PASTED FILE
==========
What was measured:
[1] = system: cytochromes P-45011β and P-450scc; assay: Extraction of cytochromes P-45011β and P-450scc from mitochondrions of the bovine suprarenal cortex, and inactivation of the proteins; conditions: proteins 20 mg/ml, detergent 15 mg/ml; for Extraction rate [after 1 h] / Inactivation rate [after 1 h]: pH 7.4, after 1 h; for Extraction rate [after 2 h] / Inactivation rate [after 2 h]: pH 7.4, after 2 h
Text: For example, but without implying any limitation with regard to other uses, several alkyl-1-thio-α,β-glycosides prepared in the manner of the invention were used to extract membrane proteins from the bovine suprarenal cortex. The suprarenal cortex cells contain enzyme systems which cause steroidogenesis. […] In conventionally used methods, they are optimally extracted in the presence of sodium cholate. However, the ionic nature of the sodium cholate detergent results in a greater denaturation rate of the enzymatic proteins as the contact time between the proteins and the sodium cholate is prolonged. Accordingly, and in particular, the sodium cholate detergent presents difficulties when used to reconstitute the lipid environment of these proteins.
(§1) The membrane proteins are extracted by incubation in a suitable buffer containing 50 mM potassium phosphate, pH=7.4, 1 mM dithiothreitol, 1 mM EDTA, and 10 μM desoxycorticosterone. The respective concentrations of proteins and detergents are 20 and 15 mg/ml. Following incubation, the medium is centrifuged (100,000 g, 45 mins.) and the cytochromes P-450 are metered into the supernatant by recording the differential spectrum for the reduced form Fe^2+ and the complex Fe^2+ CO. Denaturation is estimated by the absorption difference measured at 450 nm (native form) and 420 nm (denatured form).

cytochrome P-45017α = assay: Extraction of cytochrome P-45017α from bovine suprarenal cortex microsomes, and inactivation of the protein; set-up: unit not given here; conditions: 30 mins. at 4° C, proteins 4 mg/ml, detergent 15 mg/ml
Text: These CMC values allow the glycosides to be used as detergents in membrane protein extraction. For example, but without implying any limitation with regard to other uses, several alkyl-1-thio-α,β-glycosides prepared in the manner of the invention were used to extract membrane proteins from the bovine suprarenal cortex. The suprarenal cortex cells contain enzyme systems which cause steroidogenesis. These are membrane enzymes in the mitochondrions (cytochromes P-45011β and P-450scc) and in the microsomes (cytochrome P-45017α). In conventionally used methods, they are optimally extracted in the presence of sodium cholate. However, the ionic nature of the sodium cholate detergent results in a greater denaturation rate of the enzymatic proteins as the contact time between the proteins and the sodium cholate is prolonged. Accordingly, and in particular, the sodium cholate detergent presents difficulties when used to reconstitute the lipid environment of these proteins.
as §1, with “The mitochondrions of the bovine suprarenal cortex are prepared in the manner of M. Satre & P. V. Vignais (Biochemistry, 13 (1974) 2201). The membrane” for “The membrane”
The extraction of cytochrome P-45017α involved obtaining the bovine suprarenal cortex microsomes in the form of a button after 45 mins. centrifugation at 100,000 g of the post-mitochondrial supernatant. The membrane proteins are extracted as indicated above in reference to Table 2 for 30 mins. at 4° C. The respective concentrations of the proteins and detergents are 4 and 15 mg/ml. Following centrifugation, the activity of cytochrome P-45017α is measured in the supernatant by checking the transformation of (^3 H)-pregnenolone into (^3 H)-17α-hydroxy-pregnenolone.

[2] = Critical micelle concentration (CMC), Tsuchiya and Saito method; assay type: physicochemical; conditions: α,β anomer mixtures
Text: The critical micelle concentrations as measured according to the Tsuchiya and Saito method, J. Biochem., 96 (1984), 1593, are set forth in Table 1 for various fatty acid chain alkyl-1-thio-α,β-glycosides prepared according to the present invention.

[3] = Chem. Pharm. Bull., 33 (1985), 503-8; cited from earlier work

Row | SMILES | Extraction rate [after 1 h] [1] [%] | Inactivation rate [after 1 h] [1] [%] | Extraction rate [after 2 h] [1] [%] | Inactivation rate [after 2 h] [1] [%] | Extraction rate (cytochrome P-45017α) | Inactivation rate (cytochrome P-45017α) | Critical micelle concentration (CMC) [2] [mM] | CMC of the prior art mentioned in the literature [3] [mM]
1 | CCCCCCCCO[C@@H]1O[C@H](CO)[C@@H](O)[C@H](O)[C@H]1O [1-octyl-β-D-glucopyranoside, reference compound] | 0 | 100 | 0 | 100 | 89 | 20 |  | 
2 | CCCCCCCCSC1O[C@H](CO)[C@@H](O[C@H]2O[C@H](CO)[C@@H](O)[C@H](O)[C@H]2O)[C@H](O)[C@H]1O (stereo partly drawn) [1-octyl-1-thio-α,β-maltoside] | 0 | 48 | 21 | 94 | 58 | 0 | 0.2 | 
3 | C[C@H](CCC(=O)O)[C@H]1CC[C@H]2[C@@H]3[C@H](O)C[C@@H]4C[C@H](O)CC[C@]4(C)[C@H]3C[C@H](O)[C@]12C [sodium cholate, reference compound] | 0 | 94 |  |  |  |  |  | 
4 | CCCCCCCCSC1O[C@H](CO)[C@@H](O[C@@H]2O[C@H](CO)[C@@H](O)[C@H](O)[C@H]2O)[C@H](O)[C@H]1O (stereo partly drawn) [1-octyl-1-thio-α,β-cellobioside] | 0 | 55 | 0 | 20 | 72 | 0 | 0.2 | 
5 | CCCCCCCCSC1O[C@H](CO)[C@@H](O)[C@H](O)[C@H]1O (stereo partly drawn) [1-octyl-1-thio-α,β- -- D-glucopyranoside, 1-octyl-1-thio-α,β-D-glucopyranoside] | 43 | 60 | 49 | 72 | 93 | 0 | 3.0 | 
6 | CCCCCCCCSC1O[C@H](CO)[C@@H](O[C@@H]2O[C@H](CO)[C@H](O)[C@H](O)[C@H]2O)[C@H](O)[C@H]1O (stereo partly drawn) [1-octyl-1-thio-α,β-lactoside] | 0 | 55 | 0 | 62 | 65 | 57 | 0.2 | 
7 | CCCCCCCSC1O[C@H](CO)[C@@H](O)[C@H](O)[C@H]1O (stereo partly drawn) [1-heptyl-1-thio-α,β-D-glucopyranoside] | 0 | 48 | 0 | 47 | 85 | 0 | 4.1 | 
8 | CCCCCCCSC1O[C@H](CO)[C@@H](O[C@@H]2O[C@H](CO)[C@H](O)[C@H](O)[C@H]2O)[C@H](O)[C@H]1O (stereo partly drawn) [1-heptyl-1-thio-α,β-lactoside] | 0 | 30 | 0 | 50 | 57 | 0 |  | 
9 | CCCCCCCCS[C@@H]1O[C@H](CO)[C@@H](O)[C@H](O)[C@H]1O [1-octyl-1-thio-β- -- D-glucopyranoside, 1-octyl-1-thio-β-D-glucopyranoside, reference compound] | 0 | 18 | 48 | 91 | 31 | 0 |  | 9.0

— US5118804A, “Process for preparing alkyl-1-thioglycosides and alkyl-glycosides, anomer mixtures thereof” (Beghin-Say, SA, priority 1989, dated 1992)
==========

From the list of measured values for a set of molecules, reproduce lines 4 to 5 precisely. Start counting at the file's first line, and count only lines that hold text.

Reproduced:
(§1) The membrane proteins are extracted by incubation in a suitable buffer containing 50 mM potassium phosphate, pH=7.4, 1 mM dithiothreitol, 1 mM EDTA, and 10 μM desoxycorticosterone. The respective concentrations of proteins and detergents are 20 and 15 mg/ml. Following incubation, the medium is centrifuged (100,000 g, 45 mins.) and the cytochromes P-450 are metered into the supernatant by recording the differential spectrum for the reduced form Fe^2+ and the complex Fe^2+ CO. Denaturation is estimated by the absorption difference measured at 450 nm (native form) and 420 nm (denatured form).

cytochrome P-45017α = assay: Extraction of cytochrome P-45017α from bovine suprarenal cortex microsomes, and inactivation of the protein; set-up: unit not given here; conditions: 30 mins. at 4° C, proteins 4 mg/ml, detergent 15 mg/ml